Rabindranath Tagore is not just a name in Bangla literature, he is the joy in our celebrations, hope in our plight and inspiration in our struggle for a better world.
The greatest of all Bangalee writers dealt with the subject of death in many of his poems, songs, plays and prose pieces, and pondered whether death was the ultimate truth of life.
He journeyed to the beyond on this day, 22nd Srabon in 1348 of the Bangla calendar or August 7, 1941.
But we all know how death has failed to separate him from us. Even 74 years after his death, he remains as ubiquitous in our lives as he was while alive. The vast body of his unsurpassable creations touches us in so many ways that we feel his ubiquity every so often.
Born on 25th of Baishakh, 1261 (Bangla year) or May 7, 1861, the nobel laureate left his mark on all the genres of Bangla literature: songs, poetry, novels, essays, short stories and dramas.
During his lifetime, he wrote 52 poetry collections, 38 dramas, 13 novels, 36 essays and 95 short stories.
National anthems of three countries -- Bangladesh, India and Sri Lanka -- are credited to his name. He composed more than 1,900 songs comprising Rabindra Sangeet, one of the most popular genres of music in the Indian Subcontinent.
His work inspired Bangalees of East Pakistan to break free from the oppression of West Pakistan that tried to wipe out his name from the hearts of Bangalees during its 22-year rule.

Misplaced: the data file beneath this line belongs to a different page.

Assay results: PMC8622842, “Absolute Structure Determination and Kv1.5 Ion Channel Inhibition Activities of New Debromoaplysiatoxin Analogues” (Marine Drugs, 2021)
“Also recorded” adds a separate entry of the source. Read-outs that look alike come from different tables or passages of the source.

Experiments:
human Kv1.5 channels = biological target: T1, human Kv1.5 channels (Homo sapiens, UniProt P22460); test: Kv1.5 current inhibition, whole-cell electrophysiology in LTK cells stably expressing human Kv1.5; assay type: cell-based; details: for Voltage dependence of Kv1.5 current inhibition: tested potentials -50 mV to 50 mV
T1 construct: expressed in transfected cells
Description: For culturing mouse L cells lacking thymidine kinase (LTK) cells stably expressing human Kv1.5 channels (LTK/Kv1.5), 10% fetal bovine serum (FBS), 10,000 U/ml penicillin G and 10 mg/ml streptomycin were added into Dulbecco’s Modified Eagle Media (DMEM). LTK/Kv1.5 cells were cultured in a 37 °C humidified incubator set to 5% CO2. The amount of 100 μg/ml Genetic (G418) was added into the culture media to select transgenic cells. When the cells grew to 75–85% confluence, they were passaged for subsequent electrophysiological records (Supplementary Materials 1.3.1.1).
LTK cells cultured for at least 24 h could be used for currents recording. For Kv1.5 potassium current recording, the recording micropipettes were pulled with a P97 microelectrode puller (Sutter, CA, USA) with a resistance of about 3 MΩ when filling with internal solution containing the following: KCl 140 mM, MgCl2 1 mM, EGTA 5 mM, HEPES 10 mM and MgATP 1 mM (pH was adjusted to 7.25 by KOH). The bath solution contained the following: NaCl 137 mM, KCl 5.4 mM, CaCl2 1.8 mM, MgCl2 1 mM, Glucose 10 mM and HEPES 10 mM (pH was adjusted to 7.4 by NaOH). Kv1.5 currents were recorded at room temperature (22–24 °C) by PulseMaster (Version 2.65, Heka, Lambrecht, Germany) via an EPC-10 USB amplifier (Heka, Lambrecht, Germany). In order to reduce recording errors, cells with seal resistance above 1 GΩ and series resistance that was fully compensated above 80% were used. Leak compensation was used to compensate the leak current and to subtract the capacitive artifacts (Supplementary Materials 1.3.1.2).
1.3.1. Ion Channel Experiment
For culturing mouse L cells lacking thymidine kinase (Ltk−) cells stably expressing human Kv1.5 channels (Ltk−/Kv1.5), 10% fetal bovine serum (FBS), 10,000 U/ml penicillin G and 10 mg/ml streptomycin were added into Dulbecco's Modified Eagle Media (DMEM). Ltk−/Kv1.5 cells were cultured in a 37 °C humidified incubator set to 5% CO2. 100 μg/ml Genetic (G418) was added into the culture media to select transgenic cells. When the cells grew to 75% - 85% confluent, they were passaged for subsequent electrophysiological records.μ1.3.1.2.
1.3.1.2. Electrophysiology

The cultural movement that started in the early 60s through the celebrations of Tagore's birth anniversary defying an unofficial ban on Rabindra Sangeet hardened our resolve for liberation.
Tagore's brilliance touched every fields of art while his philosophies regarding science, society, economics and politics put him in lively debate in great minds like Mahatma Gandhi and Einstein.
His creation Visva Bharati in Shantiniketan, India is the epitome of education, which has been striving to open the minds of students through interaction with nature and philosophies of life.
Tagore spent a considerable time in the eastern part of Bengal, present-day Bangladesh, where he not only wrote many of his masterpieces, including Chhinnapatra, but left his mark in the hearts of ordinary people who lived under his father's land tenancy, by introducing modern agriculture methods as well as opening a bank.
On every 22nd Srabon, Bangalees remember Tagore not with the sadness of loss but with pride that the rare genius left indelible cultural richness on us for ages to come.